Security data breaches seem to be a thing that happens almost daily. There is always some headline talking about a company or individual that was taken for a ride because their data wasn’t being protected properly.

Other times, it’s just very skilled hackers that know what they are doing. Here are the three most common causes of serious data breaches and what to do about them.

Weak Credentials

We all know the importance of having more than one password for every account. Regardless of if it’s just to get into your library account or your bank, you need a strong password. The best kinds of usernames and passwords are ones that you are likely to forget unless you think of a system.

Writing the passwords down doesn’t help either, because then anyone will see every account you have. Use complicated passwords that you will still be able to remember, such as your favorite TV series but with a mix of numbers and capitals, along with some punctuation marks. Where ever possible, use two or three-factor authentication so that you can confirm your account by activating it on your phone.

Overuse of Permission Allowed

It can be convenient to have your phone or computer instantly log you into a website. Especially when you use that website every day and it doesn’t link to your bank account. You may think this is safe. The problem is that even the smallest access can grant someone your social security number and personal email address. All it takes is for that person to hack into your email to reset your password and you have a major problem.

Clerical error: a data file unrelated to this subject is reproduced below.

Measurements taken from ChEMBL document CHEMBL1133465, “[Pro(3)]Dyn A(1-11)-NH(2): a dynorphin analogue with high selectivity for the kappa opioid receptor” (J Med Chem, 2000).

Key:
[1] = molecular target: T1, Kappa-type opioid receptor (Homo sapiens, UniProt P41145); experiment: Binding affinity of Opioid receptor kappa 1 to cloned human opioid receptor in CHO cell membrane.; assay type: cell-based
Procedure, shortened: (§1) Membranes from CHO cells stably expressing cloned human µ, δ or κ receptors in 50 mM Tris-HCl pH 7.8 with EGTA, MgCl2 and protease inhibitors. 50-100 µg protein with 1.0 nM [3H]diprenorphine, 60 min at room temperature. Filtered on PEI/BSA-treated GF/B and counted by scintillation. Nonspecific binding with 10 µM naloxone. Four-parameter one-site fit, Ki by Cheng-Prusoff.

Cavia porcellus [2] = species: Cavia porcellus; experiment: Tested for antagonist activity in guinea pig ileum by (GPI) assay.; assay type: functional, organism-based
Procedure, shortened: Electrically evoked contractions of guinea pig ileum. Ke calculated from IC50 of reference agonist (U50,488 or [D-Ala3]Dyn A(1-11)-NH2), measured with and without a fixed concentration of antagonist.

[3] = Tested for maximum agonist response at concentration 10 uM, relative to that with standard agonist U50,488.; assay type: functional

The idea is to keep it as simple as you can and don’t give permissions to everything just because it’s easier. Protect yourself by being overly cautious when it comes to data breaches and don’t take any chances. To know just how serious, it can get check out the costliest data breaches of all time that popular companies have fallen victim to.

Malicious Intent

There is no denying that a disgruntled employee may try to get back at a company for something such as unfair dismissal. Employees have access to incredibly sensitive company information, and most will be asked to sign a non-disclosure agreement. Sometimes malicious intent overrides that trust and loyalty, and even when someone signed something, it doesn’t mean they won’t still try to steal important data anyway.

It’s unfortunate but the temptation to get a big payday from an easy hack is something very popular in the 21st century. As technology changes, there will always be some vulnerability that someone can exploit.

It’s believed that most serious data breaches are pure opportunity at play, but sometimes hackers are planning for the long game. It just takes the right company to slip up on their security policies to be the next big name in the news. Data breaches will continue to happen, but there are ways that you can limit the occurrence and not be caught by surprise.

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